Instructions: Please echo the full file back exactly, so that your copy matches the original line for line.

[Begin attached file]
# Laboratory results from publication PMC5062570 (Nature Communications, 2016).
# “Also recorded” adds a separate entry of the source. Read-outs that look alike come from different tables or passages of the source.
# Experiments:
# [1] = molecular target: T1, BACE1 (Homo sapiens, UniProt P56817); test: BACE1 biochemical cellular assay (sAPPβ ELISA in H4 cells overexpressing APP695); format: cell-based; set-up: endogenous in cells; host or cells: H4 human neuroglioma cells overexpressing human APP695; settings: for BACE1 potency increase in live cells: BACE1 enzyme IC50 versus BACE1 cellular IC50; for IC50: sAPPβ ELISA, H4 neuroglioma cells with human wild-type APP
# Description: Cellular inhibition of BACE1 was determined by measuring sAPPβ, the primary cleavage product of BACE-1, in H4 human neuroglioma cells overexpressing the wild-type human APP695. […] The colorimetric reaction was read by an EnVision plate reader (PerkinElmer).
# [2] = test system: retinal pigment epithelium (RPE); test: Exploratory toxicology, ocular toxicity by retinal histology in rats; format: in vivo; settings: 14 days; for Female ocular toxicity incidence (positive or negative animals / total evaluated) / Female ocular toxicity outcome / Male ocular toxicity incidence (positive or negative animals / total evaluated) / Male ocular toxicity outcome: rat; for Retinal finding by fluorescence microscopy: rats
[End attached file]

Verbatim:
# Laboratory results from publication PMC5062570 (Nature Communications, 2016).
# “Also recorded” adds a separate entry of the source. Read-outs that look alike come from different tables or passages of the source.
# Experiments:
# [1] = molecular target: T1, BACE1 (Homo sapiens, UniProt P56817); test: BACE1 biochemical cellular assay (sAPPβ ELISA in H4 cells overexpressing APP695); format: cell-based; set-up: endogenous in cells; host or cells: H4 human neuroglioma cells overexpressing human APP695; settings: for BACE1 potency increase in live cells: BACE1 enzyme IC50 versus BACE1 cellular IC50; for IC50: sAPPβ ELISA, H4 neuroglioma cells with human wild-type APP
# Description: Cellular inhibition of BACE1 was determined by measuring sAPPβ, the primary cleavage product of BACE-1, in H4 human neuroglioma cells overexpressing the wild-type human APP695. […] The colorimetric reaction was read by an EnVision plate reader (PerkinElmer).
# [2] = test system: retinal pigment epithelium (RPE); test: Exploratory toxicology, ocular toxicity by retinal histology in rats; format: in vivo; settings: 14 days; for Female ocular toxicity incidence (positive or negative animals / total evaluated) / Female ocular toxicity outcome / Male ocular toxicity incidence (positive or negative animals / total evaluated) / Male ocular toxicity outcome: rat; for Retinal finding by fluorescence microscopy: rats